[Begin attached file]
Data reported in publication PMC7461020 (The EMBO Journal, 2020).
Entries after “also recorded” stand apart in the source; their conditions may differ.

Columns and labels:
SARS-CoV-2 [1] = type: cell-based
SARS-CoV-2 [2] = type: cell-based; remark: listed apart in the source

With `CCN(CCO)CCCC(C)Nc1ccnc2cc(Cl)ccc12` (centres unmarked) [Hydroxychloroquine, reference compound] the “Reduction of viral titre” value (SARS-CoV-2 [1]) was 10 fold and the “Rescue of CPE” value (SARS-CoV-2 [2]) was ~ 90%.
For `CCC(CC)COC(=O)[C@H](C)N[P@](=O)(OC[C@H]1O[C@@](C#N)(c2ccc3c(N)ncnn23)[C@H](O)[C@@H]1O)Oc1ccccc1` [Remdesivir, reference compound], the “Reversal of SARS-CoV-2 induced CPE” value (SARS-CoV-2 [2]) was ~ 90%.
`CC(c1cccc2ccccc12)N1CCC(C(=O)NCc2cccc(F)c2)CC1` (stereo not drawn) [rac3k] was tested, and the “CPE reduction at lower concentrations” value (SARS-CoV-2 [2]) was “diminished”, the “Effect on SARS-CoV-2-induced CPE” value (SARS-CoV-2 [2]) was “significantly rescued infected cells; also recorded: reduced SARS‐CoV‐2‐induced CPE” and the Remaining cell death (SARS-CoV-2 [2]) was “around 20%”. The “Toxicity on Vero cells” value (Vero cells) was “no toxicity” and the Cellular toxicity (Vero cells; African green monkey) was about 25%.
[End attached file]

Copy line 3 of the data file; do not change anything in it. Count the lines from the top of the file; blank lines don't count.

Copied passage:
Columns and labels: